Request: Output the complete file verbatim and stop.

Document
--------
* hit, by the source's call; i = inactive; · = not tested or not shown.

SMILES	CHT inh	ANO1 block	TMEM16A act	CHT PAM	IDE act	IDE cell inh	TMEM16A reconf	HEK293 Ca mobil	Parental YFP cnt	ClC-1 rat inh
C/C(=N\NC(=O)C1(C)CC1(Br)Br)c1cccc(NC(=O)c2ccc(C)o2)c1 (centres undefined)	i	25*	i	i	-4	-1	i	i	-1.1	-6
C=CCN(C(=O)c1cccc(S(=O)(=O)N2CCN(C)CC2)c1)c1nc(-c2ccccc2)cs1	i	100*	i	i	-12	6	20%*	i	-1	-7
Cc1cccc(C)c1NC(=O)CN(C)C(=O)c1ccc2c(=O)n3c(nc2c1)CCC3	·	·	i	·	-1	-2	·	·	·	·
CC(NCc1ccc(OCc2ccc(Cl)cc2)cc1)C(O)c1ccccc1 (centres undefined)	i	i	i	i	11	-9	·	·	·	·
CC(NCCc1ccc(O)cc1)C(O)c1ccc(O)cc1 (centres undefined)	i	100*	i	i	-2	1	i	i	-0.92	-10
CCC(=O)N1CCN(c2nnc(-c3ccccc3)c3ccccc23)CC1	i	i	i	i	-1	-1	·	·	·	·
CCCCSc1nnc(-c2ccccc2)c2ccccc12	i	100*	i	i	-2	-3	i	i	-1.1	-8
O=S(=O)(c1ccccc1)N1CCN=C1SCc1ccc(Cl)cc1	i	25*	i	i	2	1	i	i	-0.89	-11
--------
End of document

* hit, by the source's call; i = inactive; · = not tested or not shown.

SMILES	CHT inh	ANO1 block	TMEM16A act	CHT PAM	IDE act	IDE cell inh	TMEM16A reconf	HEK293 Ca mobil	Parental YFP cnt	ClC-1 rat inh
C/C(=N\NC(=O)C1(C)CC1(Br)Br)c1cccc(NC(=O)c2ccc(C)o2)c1 (centres undefined)	i	25*	i	i	-4	-1	i	i	-1.1	-6
C=CCN(C(=O)c1cccc(S(=O)(=O)N2CCN(C)CC2)c1)c1nc(-c2ccccc2)cs1	i	100*	i	i	-12	6	20%*	i	-1	-7
Cc1cccc(C)c1NC(=O)CN(C)C(=O)c1ccc2c(=O)n3c(nc2c1)CCC3	·	·	i	·	-1	-2	·	·	·	·
CC(NCc1ccc(OCc2ccc(Cl)cc2)cc1)C(O)c1ccccc1 (centres undefined)	i	i	i	i	11	-9	·	·	·	·
CC(NCCc1ccc(O)cc1)C(O)c1ccc(O)cc1 (centres undefined)	i	100*	i	i	-2	1	i	i	-0.92	-10
CCC(=O)N1CCN(c2nnc(-c3ccccc3)c3ccccc23)CC1	i	i	i	i	-1	-1	·	·	·	·
CCCCSc1nnc(-c2ccccc2)c2ccccc12	i	100*	i	i	-2	-3	i	i	-1.1	-8
O=S(=O)(c1ccccc1)N1CCN=C1SCc1ccc(Cl)cc1	i	25*	i	i	2	1	i	i	-0.89	-11